Over the weekend ten former members of our high school stage crew gathered for a reunion at a private home in Coal Valley, Ill.
I made apple crisp from backyard apples, picked up some sweet cider and a host gift of dessert apples at the orchard, and drove into the Mississippi valley.
It’s been decades since conversing with some of my friends. I didn’t know what to expect. The investment of time and energy yielded a positive return.
Spending time with a specific cohort is a little weird from the get-go. Most of my days are now spent either at home, or with a diverse group of peers whose ages range from teenager to octogenarian. All of us at the reunion had birth dates within a small range. I was the oldest.
In four cases attendees resembled other siblings closer to my age. Once I got through the kinship embarrassment we moved on to more positive topics. The afternoon into evening was a series of individual and group conversations set in different parts of the property, culminating in a potluck dinner and photo. There were a couple of takeaways.
As I drove through the Illinois side of the Mississippi toward the reunion I noticed high water from flooding. Some parts of Rock Island County have been flooded for more than 100 days according to one reunion attendee. On Sept. 27, Michelle O’Neil of National Public Radio reported the administration granted Illinois Governor J.B. Pritzker’s request for a federal disaster declaration there. River flooding has been particularly bad in the county this year.
While our conversations were not “political” the way Facebook, Twitter and other social media are, we covered a number of politicians, including Iowa Governor Kim Reynolds, and Governor Steve Bullock and Senator Jon Tester from Montana. I was pleased to hear Mike Matson won his Oct. 8 Davenport mayoral primary. The Elizabeth Warren bumper sticker on my vehicle went unmentioned and despite the fact most present live in Iowa, there was no discussion of the February 2020 Iowa caucuses.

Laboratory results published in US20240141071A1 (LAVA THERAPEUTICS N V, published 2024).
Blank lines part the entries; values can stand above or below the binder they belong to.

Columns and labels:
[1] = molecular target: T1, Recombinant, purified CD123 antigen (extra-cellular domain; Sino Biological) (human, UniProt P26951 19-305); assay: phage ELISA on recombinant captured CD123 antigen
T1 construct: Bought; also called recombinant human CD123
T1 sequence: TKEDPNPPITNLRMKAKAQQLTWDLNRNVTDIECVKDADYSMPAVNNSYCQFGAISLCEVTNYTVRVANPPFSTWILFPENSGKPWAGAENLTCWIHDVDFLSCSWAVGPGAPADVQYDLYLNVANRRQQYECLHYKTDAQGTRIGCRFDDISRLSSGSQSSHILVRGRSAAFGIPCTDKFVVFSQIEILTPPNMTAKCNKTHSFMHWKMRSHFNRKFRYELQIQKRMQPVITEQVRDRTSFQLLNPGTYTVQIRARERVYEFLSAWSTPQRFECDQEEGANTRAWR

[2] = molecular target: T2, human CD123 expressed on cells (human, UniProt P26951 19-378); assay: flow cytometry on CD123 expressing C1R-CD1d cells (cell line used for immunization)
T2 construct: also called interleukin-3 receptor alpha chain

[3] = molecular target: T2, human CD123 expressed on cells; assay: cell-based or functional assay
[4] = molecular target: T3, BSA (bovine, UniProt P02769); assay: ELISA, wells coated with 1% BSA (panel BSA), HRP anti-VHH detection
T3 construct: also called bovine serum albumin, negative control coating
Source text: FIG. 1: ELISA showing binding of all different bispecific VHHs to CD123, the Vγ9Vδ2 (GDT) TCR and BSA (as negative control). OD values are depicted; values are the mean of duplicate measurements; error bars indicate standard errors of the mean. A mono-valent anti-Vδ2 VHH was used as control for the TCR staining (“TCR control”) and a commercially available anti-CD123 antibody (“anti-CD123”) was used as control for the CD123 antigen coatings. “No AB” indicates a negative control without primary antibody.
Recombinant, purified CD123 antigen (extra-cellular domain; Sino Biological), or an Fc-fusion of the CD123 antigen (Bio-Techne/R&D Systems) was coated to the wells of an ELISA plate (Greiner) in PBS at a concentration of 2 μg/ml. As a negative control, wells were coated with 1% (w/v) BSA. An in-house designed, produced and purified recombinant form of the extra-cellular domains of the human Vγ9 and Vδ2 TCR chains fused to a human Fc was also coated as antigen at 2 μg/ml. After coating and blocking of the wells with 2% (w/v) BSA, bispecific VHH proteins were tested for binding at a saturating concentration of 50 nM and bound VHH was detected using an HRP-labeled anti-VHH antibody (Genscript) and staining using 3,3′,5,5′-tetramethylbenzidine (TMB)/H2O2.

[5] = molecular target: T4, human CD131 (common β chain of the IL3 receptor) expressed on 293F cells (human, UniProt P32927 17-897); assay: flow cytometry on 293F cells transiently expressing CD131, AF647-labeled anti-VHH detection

A group gathered near the smoker where our host was preparing hot dogs and beans for the potluck. The conversation turned to answering the question “which types of medicine are you or have you taken?” It was a very long conversation, complicated by various maladies and medical conditions of group members. Taking only a lose-dose aspirin and a B-12 vitamin, by the end of the conversation I felt I had escaped something.
As we settled inside for dinner, the soundtrack was music that included drummer Ginger Baker who died Oct. 6. Four of us played together in a band during the early 1970s. Our set list included songs by Cream’s Eric Clapton.
The reunion was a reminder of the mostly male environment in which we attended high school. Only two female spouses were present, our host and another who came so the host wouldn’t be the only female in an otherwise male group. Until senior year our high school segregated men and women in different parts of the building. By being on stage crew and in my case, in chorus, we did see some of the women in our high school. As I went on to military service after college, the mostly male upbringing continued.
Our society doesn’t include many stage crew reunions. A lot of folks don’t attend more inclusive high school reunions. If our host Mike hadn’t been motivated to get the crew together this one wouldn’t have happened either. I’m glad it did.